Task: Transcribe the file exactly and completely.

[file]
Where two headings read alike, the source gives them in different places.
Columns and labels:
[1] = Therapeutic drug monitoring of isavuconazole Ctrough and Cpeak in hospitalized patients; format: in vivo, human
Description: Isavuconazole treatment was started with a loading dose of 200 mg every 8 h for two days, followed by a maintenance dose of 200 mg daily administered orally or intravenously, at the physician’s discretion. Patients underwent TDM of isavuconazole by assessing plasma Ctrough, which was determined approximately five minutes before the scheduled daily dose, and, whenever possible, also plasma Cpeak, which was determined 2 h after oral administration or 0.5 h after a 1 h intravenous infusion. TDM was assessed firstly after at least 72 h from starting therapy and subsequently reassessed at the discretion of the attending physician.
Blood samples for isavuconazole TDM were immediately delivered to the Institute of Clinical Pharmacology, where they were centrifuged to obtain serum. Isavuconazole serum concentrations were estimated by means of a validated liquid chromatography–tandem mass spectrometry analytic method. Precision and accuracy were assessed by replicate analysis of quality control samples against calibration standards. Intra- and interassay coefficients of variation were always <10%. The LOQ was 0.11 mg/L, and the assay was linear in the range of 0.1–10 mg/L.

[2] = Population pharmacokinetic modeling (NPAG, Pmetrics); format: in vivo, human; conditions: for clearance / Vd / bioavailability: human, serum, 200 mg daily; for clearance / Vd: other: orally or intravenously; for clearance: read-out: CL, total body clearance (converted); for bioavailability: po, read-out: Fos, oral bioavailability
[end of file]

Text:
Where two headings read alike, the source gives them in different places.
Columns and labels:
[1] = Therapeutic drug monitoring of isavuconazole Ctrough and Cpeak in hospitalized patients; format: in vivo, human
Description: Isavuconazole treatment was started with a loading dose of 200 mg every 8 h for two days, followed by a maintenance dose of 200 mg daily administered orally or intravenously, at the physician’s discretion. Patients underwent TDM of isavuconazole by assessing plasma Ctrough, which was determined approximately five minutes before the scheduled daily dose, and, whenever possible, also plasma Cpeak, which was determined 2 h after oral administration or 0.5 h after a 1 h intravenous infusion. TDM was assessed firstly after at least 72 h from starting therapy and subsequently reassessed at the discretion of the attending physician.
Blood samples for isavuconazole TDM were immediately delivered to the Institute of Clinical Pharmacology, where they were centrifuged to obtain serum. Isavuconazole serum concentrations were estimated by means of a validated liquid chromatography–tandem mass spectrometry analytic method. Precision and accuracy were assessed by replicate analysis of quality control samples against calibration standards. Intra- and interassay coefficients of variation were always <10%. The LOQ was 0.11 mg/L, and the assay was linear in the range of 0.1–10 mg/L.

[2] = Population pharmacokinetic modeling (NPAG, Pmetrics); format: in vivo, human; conditions: for clearance / Vd / bioavailability: human, serum, 200 mg daily; for clearance / Vd: other: orally or intravenously; for clearance: read-out: CL, total body clearance (converted); for bioavailability: po, read-out: Fos, oral bioavailability